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RFID Journal Blog
Rumors of RFID's Death at GSK Are Premature
Despite a news report quoting anonymous sources saying the pharmaceutical company is ditching RFID, the project continues.
I was a bit surprised, but not shocked, to see this headline earlier in the week: GSK Plan to Beat Drug Counterfeiters May Be Scrapped. The article ran in The Times, a newspaper published in the United Kingdom, and also on the TimesOnline Web site.
The article claimed the GSK RFID program was "fraught with problems" and "riddled with technical hitches," and quoted an unnamed spokesperson saying the project might be abandoned. It also quoted another pharmaceutical industry executive as stating, "Lots of people have looked at RFID and realized that the cost is just prohibitive."
The reason I was not shocked by the headline was that the issues raised in the article are legitimate. To use RFID to comply with pedigree requirements is a challenging proposition, both from a technical and business perspective. It's technically challenging because it involves putting RFID tags on a wide variety of drug containers, as well as guaranteeing 100 percent read rates at all points in the supply chain.
That's not a simple matter today, and might never be possible to achieve because of the challenges facing the reading of passive RFID tags under all conditions. Of course, it will never be possible to read every bar code with 100 percent accuracy either, because people doing the scanning make mistakes.
The business challenge with using RFID for drug pedigrees is that manufacturers, wholesalers, distributors and retailers would all need to deploy RFID hardware, software and networking infrastructure throughout their operations to track drugs. There's a big up-front investment before you can achieve even a penny in savings.
Unless companies are faced with a federal mandate, they tend to be reluctant to make such huge up-front investments. It is possible, of course, that companies might find the cost of complying with state mandates in the United States so high—you would have to employ people to pick up every bottle and every vial to scan a bar code—that they decide the investment in RFID is worthwhile.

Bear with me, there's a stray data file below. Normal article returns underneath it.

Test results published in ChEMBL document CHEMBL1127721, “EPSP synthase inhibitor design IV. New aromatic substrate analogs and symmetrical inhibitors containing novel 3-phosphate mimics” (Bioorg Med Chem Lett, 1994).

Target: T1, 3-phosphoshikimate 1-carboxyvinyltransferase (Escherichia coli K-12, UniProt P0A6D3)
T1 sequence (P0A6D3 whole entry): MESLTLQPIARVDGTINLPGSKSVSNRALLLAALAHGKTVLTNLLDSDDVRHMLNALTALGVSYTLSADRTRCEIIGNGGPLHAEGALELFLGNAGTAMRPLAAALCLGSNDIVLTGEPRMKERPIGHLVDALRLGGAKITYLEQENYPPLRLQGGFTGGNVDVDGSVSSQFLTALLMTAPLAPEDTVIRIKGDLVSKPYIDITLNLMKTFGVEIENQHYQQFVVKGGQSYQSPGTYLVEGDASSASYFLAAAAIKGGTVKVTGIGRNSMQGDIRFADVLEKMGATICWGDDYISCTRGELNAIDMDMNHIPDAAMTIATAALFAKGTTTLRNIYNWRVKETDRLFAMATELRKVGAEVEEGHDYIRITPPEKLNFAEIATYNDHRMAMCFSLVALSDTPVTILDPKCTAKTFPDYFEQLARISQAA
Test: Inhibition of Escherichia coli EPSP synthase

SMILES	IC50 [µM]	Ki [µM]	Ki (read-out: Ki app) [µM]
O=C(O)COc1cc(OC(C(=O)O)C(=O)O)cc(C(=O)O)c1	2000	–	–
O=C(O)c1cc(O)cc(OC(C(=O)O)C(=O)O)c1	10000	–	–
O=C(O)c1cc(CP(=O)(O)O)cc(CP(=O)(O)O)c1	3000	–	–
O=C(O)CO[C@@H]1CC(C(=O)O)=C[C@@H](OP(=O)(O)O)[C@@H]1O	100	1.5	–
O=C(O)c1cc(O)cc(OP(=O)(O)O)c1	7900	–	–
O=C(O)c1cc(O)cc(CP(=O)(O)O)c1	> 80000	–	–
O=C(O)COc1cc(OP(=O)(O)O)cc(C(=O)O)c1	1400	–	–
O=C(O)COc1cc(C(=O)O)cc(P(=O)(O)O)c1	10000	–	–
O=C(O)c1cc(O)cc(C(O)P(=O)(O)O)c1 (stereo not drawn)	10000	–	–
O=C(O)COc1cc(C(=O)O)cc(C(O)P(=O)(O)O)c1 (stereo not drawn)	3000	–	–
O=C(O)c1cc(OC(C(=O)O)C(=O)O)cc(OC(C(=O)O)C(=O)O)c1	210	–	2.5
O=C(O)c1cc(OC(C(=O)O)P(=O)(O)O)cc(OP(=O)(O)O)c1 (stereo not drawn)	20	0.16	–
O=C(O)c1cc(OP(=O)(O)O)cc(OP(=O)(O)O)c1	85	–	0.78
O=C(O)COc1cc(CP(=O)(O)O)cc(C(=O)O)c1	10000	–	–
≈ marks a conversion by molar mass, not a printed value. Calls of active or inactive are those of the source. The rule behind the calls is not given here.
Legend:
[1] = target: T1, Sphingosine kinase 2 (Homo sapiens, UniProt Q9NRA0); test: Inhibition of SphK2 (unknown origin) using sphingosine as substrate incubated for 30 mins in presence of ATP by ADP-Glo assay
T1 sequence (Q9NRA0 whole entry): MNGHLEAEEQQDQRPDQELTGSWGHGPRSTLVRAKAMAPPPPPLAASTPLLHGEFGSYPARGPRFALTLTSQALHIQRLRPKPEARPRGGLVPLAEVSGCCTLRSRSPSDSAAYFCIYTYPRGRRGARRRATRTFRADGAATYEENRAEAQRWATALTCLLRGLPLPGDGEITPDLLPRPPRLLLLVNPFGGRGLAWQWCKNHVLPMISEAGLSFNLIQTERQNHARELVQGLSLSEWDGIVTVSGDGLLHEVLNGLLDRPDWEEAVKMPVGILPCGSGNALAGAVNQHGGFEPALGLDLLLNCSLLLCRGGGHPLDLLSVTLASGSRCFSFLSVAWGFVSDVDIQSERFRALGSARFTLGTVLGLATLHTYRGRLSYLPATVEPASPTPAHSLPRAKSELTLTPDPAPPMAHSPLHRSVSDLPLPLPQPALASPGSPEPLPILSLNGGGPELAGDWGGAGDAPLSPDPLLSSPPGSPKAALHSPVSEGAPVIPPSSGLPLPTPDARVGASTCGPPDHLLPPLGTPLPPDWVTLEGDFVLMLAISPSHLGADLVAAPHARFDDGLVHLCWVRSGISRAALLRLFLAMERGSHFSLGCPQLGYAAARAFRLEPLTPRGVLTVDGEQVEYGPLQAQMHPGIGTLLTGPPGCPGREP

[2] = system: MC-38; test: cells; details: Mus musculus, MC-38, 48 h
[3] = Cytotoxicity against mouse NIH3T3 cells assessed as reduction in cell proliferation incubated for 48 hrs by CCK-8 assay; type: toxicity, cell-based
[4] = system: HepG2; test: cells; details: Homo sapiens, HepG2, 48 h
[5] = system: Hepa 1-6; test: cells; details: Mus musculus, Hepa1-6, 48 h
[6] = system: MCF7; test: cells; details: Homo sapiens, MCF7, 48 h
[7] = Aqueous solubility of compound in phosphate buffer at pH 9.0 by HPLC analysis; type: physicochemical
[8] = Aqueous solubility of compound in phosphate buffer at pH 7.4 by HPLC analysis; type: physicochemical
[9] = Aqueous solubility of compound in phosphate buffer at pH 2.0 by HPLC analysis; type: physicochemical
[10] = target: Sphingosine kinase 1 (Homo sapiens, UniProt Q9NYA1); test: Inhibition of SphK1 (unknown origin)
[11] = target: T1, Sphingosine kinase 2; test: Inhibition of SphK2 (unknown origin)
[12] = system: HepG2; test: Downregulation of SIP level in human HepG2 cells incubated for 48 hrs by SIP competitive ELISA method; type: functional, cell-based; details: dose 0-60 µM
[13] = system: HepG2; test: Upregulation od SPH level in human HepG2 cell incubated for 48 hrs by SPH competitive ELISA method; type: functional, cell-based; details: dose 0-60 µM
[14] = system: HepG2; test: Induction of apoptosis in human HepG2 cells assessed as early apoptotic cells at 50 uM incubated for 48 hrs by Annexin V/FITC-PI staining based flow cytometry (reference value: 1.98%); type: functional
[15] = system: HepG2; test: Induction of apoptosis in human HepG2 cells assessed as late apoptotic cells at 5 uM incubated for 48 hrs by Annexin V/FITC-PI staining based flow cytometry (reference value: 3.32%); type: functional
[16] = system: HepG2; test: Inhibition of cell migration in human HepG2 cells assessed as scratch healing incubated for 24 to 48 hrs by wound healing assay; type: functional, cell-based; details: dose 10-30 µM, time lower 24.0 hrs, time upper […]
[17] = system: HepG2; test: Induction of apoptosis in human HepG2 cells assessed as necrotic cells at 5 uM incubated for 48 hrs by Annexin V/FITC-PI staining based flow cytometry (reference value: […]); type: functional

When I saw the story in the Times, I asked our editorial team to look into it. Senior editor Beth Bacheldor spoke with GSK and found that the company is not ditching its RFID efforts, as the article claimed. The company hasn't yet decided if it will adopt RFID, but it is still still investigating the technology. GSK spokesperson Mary Ann Rhyne told Beth, "RFID remains in place. In fact, we've extended the RFID testing, and no cut-off time has been determined" (see GlaxoSmithKline Remains Committed to RFID).
The Times story is yet another instance of journalists' penchant to write negative stories about RFID today, just as they once liked to write stories about how RFID would one day revolutionize the supply chain. Any hint that a company might not be moving forward aggressively enough with RFID is spun into a story about how the technology is not living up to the previous hype—which the journalists themselves had fed in the first place.
RFID's benefits have been proven in many areas. The technology can be used to create e-pedigrees with a high degree of accuracy, but putting transponders on every bottle of pills is a major undertaking and won't happen overnight. For that to happen, there needs to be a compelling reason to do so. If the regulatory authorities decide the public health is at risk and drug pedigrees are the answer, then companies might be forced to overcome the technical and business challenges and adopt RFID.
Regardless of whether such regulations are in the offing, though, any drug company that abandons its RFID effort today is foolish. Why? Because it will likely have to pick it up again at some point in the future. RFID will become cheaper, more reliable and easier to deploy. And even without regulations, companies will find, at a later date, that it makes sense to tag shipments and, eventually, individual bottles. Knowing where your high-value goods are is good business.
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